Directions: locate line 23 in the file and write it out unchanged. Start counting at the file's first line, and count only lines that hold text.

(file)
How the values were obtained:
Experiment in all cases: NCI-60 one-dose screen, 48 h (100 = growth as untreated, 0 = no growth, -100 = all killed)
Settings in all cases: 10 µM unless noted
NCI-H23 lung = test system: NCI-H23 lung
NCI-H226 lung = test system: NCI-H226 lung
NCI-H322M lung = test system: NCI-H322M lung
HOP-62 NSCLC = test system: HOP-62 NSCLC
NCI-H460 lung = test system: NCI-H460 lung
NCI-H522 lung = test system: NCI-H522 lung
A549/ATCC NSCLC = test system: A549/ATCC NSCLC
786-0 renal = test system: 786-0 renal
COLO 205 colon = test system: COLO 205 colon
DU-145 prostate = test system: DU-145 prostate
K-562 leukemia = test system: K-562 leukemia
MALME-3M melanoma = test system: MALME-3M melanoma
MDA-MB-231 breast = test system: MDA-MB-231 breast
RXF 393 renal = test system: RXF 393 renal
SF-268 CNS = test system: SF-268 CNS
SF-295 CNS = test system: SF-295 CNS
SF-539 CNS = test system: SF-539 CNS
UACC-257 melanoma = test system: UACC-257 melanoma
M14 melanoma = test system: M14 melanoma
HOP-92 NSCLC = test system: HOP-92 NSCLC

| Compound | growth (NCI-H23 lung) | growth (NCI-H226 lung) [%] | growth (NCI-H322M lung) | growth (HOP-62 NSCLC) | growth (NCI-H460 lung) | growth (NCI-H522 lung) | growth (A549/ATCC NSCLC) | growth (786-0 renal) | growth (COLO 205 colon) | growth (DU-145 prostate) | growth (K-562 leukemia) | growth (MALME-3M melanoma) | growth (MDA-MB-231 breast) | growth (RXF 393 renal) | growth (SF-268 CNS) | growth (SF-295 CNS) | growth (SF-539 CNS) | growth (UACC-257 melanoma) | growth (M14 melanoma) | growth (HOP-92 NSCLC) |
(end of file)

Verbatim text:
HOP-92 NSCLC = test system: HOP-92 NSCLC